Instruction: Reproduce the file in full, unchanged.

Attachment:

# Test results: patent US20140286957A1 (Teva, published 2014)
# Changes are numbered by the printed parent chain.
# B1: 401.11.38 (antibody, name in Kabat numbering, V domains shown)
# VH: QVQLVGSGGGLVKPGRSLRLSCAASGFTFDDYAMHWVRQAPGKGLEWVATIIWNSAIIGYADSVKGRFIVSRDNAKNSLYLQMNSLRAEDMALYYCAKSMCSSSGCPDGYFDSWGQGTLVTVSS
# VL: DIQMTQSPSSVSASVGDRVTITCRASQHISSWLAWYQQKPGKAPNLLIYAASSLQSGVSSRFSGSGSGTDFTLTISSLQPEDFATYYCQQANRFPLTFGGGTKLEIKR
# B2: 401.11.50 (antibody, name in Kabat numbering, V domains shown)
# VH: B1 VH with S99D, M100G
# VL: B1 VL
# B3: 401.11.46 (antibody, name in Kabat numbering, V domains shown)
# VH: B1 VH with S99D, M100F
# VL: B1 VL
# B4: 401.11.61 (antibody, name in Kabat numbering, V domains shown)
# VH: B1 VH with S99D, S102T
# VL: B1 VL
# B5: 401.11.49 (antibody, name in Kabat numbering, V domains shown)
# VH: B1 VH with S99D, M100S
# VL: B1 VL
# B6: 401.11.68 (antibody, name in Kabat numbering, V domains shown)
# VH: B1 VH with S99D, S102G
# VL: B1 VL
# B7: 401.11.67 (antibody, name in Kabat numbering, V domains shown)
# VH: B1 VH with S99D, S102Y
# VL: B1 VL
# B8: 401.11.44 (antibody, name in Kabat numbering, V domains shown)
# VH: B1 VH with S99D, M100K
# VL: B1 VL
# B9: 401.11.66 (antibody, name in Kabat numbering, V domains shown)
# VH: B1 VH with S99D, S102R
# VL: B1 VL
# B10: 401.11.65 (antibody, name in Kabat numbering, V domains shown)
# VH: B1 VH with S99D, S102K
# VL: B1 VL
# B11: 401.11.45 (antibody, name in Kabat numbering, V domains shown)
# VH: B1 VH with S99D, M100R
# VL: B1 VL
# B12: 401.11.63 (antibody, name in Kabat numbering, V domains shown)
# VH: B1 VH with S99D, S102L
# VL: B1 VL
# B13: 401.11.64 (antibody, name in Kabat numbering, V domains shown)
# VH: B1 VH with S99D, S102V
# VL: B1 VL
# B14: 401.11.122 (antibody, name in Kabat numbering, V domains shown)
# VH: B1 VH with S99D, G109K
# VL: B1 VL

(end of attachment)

# Test results: patent US20140286957A1 (Teva, published 2014)
# Changes are numbered by the printed parent chain.
# B1: 401.11.38 (antibody, name in Kabat numbering, V domains shown)
# VH: QVQLVGSGGGLVKPGRSLRLSCAASGFTFDDYAMHWVRQAPGKGLEWVATIIWNSAIIGYADSVKGRFIVSRDNAKNSLYLQMNSLRAEDMALYYCAKSMCSSSGCPDGYFDSWGQGTLVTVSS
# VL: DIQMTQSPSSVSASVGDRVTITCRASQHISSWLAWYQQKPGKAPNLLIYAASSLQSGVSSRFSGSGSGTDFTLTISSLQPEDFATYYCQQANRFPLTFGGGTKLEIKR
# B2: 401.11.50 (antibody, name in Kabat numbering, V domains shown)
# VH: B1 VH with S99D, M100G
# VL: B1 VL
# B3: 401.11.46 (antibody, name in Kabat numbering, V domains shown)
# VH: B1 VH with S99D, M100F
# VL: B1 VL
# B4: 401.11.61 (antibody, name in Kabat numbering, V domains shown)
# VH: B1 VH with S99D, S102T
# VL: B1 VL
# B5: 401.11.49 (antibody, name in Kabat numbering, V domains shown)
# VH: B1 VH with S99D, M100S
# VL: B1 VL
# B6: 401.11.68 (antibody, name in Kabat numbering, V domains shown)
# VH: B1 VH with S99D, S102G
# VL: B1 VL
# B7: 401.11.67 (antibody, name in Kabat numbering, V domains shown)
# VH: B1 VH with S99D, S102Y
# VL: B1 VL
# B8: 401.11.44 (antibody, name in Kabat numbering, V domains shown)
# VH: B1 VH with S99D, M100K
# VL: B1 VL
# B9: 401.11.66 (antibody, name in Kabat numbering, V domains shown)
# VH: B1 VH with S99D, S102R
# VL: B1 VL
# B10: 401.11.65 (antibody, name in Kabat numbering, V domains shown)
# VH: B1 VH with S99D, S102K
# VL: B1 VL
# B11: 401.11.45 (antibody, name in Kabat numbering, V domains shown)
# VH: B1 VH with S99D, M100R
# VL: B1 VL
# B12: 401.11.63 (antibody, name in Kabat numbering, V domains shown)
# VH: B1 VH with S99D, S102L
# VL: B1 VL
# B13: 401.11.64 (antibody, name in Kabat numbering, V domains shown)
# VH: B1 VH with S99D, S102V
# VL: B1 VL
# B14: 401.11.122 (antibody, name in Kabat numbering, V domains shown)
# VH: B1 VH with S99D, G109K
# VL: B1 VL